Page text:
WORTHINGTON – The Center for Active Living will host a ribbon cutting and open house from 10 a.m. to noon on Friday, April 26 at 211 11th Street. There will be refreshments, tours and programming explanations – all are welcome.

OKOBOJI, Iowa - For the sixth year in a row, Iowa Lakes Community College students will have their artwork exhibited at the Pearson Lakes Art Center in Okoboji. The exhibit will include displays of photography, paintings and graphic design artwork by the students. The public is invited to attend an Open House Reception on Thursday from 5 to 7 pm. The student exhibit is scheduled to hang at the Pearson Lakes Art Center through May 4.

MINNESOTA – At least eight people were killed on Minnesota roads this past weekend, making it the deadliest weekend of the year, according to the Minnesota Department of Public Safety (DPS).
Two of the fatal crashes took place in Olmsted County east of Rochester on Saturday in separate incidents.

In the deadliest crash, three members of a family died on Interstate 94 Sunday afternoon in Minneapolis when a minivan rolled over. The three, who were not properly belted in, were identified Monday as an 80-year-old female, a 44-year-old female and a 16-year-old male - three generations: a grandmother, her daughter and grandson. Five others were injured.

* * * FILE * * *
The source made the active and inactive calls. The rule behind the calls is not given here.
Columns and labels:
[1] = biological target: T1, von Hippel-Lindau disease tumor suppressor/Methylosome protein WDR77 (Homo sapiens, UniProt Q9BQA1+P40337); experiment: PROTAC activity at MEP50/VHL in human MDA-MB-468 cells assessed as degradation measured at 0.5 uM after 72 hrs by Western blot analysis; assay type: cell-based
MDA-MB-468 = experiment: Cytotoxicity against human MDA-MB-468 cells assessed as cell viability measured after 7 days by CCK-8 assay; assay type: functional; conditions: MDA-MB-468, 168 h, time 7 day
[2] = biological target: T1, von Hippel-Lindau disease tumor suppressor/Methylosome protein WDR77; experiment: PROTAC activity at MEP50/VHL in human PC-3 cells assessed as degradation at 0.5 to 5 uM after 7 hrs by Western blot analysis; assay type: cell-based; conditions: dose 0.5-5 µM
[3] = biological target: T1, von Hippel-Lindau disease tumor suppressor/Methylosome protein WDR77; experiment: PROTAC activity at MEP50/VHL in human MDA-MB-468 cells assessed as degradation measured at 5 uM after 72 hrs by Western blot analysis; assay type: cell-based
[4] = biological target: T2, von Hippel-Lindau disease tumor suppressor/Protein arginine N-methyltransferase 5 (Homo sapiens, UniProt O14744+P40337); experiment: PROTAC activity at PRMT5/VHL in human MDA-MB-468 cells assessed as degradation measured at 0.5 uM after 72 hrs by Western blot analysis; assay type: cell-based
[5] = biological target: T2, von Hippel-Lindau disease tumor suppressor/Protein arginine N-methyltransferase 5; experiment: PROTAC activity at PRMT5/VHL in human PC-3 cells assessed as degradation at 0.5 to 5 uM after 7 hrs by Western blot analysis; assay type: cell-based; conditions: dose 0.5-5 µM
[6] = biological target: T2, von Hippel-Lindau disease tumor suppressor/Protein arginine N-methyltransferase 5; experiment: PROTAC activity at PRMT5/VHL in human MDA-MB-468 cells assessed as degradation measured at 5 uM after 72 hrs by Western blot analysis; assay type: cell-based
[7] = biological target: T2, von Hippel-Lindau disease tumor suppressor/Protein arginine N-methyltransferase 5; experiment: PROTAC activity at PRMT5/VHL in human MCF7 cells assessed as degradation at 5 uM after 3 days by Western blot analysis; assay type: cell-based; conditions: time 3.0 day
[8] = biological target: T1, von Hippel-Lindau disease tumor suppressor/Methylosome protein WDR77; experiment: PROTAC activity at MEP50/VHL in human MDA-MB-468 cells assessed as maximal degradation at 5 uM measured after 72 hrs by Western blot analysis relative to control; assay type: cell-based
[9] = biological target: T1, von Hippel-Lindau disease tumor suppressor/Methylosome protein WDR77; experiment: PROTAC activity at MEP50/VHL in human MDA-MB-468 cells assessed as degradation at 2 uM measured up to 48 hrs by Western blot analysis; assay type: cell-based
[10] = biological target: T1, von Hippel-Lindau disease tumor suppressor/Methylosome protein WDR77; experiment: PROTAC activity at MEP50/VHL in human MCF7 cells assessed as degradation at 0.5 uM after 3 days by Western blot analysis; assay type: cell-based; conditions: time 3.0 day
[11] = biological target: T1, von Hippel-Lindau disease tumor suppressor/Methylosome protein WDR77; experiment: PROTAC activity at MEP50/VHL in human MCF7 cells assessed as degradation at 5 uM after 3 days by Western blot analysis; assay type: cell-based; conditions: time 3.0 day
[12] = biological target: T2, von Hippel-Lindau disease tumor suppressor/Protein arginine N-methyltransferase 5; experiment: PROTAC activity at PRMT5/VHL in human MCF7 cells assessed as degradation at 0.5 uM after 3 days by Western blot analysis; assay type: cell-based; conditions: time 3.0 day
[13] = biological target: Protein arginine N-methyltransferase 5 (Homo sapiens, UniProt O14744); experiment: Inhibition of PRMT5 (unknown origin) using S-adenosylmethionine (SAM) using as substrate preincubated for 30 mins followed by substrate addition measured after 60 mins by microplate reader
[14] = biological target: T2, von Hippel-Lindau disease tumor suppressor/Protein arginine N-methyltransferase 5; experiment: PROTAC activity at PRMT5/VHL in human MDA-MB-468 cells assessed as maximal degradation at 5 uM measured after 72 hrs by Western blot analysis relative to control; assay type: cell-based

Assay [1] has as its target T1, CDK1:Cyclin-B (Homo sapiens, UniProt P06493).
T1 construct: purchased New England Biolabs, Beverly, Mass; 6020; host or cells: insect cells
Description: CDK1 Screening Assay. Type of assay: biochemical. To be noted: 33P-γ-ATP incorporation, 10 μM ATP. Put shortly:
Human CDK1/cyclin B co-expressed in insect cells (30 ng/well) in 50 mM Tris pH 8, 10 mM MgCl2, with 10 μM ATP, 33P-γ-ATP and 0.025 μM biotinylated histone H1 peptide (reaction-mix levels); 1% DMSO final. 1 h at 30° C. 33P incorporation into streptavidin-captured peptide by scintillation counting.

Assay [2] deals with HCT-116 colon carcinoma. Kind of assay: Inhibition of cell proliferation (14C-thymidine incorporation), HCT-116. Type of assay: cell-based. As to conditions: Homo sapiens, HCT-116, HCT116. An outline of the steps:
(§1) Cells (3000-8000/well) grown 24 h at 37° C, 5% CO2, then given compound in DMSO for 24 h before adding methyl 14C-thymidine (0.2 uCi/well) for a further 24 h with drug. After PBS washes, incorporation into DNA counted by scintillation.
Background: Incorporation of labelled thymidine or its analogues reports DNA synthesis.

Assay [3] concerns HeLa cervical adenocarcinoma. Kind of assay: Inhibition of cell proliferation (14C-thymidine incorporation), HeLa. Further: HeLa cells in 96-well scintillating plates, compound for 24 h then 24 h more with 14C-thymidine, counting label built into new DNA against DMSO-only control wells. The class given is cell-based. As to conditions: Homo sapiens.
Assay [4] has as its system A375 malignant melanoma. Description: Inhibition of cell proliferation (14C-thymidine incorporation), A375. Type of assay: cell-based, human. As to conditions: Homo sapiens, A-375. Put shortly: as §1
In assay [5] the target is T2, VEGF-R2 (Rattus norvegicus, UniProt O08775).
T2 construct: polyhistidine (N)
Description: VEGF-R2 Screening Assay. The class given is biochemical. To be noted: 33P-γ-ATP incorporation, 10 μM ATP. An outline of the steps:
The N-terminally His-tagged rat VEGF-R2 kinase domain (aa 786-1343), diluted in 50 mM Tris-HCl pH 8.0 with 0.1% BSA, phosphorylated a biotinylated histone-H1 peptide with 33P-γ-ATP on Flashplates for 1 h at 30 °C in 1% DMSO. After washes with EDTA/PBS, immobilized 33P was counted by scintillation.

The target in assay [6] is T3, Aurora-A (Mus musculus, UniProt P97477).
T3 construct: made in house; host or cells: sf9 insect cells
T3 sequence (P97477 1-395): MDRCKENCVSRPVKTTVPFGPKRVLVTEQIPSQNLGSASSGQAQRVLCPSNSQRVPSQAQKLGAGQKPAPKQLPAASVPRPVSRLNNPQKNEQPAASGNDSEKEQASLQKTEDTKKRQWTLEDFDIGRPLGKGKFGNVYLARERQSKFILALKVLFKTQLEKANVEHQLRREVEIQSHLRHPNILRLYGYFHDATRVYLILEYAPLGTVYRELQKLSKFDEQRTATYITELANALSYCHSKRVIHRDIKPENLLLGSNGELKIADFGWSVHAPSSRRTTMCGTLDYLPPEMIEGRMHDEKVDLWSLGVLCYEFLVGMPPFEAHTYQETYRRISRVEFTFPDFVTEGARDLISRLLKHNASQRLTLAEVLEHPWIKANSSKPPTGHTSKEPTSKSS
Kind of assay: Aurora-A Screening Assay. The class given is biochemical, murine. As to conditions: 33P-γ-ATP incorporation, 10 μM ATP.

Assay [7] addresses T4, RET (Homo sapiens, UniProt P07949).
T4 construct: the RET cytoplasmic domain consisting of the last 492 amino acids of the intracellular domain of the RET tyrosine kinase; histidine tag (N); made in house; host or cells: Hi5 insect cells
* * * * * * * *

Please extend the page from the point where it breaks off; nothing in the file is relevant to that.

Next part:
In one of the Sunday crashes, police were pursuing Tyron Somaiah, 23, of Crystal, Minn., on a motorcycle after they clocked him going 100 mph. After reaching speeds of 130 mph, he collided with an SUV and was killed in Brooklyn Park, investigators said.

The people who lost their lives in these crashes are the reasons we all need to take the task of driving seriously and make safe decisions behind the wheel, according to Lt. Eric Roeske of the Minnesota State Patrol.

MINNESOTA - Minnesota lawmakers are moving to make the potential Sanford Health takeover of Fairview Health Services, including the University of Minnesota’s hospitals, as difficult as possible.
On Monday, several lawmakers sponsored bills they say would put a moratorium on the sale of University of Minnesota hospitals to any out-of-state company, which would halt South Dakota-based Sanford from buying Fairview.

The lawmakers’ actions are the latest signs of serious consternation over the talks between Sanford and Fairview. The potential deal could harm not only Minnesota’s control of its own health systems, but also the university’s teaching hospitals and mission, state officials said.

Gov. Mark Dayton praised Attorney General Lori Swanson’s careful look at the takeover. Swanson, whose office regulates nonprofit organizations like hospitals, held a Sunday hearing on the possible merger and plans to hold another one in two weeks.

Dayton also voiced support for the University of Minnesota’s proposal to take over its hospitals itself. University officials met privately with several lawmakers on Monday to explain that plan.

The plan, which could require millions in state investment over time, was publicly disclosed after the Sanford-Fairview talks came to light. While the governor said he wants to know more about the university proposal, Dayton made clear he was already a fan.

If the university plans move forward, the result would be “an epicenter for medical care” in Minnesota, he said.